The Cortex-M v7 MPU requires regions to be a power of two in size and aligned to their size. This can waste a lot of memory if they aren’t ordered efficiently. We developed our MpuPacker utility to help with this by optimizing the ordering and also recommending regions that can be reduced in size or … Continue reading Using MpuPacker to Minimize Waste
smxAware was enhanced with new features to help debug issues related to the Memory Protection Unit in SecureSMX systems. These are covered here. The IAR debugger displays the MPU registers like this: RNR can be manually patched to the slot number to view, which then shows the RBAR and RASR values for that slot. A … Continue reading MPU Debugging with smxAware
In any real project using a secure RTOS with a Memory Protection Unit (MPU), you are likely to run out of MPU slots for at least some tasks. One group of culprits is peripheral drivers, which tend to require multiple IO regions. If you have only one region to give to your task, you may … Continue reading MPU Extension
pmode partitions may be just as effective as umode partitions for reliability; however, umode partitions are much better for security for the following reasons: The hardware enforced pmode barrier prevents umode access to pmode data and code.The MPU cannot be turned off nor altered from umode.The Background Region (BR) is ineffective in umode. These combine … Continue reading Moving Uptown to Umode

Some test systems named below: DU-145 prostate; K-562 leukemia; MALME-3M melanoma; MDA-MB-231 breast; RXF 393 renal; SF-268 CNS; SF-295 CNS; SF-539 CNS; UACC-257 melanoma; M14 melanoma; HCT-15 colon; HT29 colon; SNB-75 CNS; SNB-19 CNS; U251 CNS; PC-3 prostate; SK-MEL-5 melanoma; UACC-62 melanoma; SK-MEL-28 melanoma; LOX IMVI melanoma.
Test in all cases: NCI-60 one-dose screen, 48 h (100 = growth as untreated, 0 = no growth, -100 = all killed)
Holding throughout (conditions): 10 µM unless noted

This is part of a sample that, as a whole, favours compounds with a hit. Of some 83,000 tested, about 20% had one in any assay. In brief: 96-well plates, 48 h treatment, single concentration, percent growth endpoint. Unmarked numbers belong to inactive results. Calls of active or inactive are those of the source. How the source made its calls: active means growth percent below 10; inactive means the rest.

It is now possible to greatly increase the security of FreeRTOS projects by porting them to SecureSMX®, using FRPort™. SecureSMX facilitates partitioning an application into isolated partitions. This provides strong protection against hacking since a hacker can only access code and data within the partition that he has entered. In this solution paper, we discuss … Continue reading FreeRTOS Security? Not To Worry
SOUP (Software of Unknown Pedigree) is often incorporated into embedded system projects due to schedule pressure, lack of in-house expertise, or for other reasons, and it ends up in the final product. Such third-party software may be carefully designed, documented, and commented, but it remains a mystery to your team because no one has time … Continue reading What’s In Your SOUP?
Many Things are embedded systems to which networking has recently been added. As such, hackers coming in via the Hacker’s Highway (aka the Internet) can overcome the weak defenses of such systems and gain access to critical information such as encryption keys. As a consequence, entire networks can become compromised all the way into the … Continue reading Where’s The Gold?
Introduction The figure below shows the security structure of typical microcontroller embedded software. There is no structure! A hacker who has gained access to the system, has access to anything he wants, including keys and other secrets. This undermines the security afforded by encryption, authentication, and other security methods employed in modern systems. This figure … Continue reading Is Your Thing In Danger?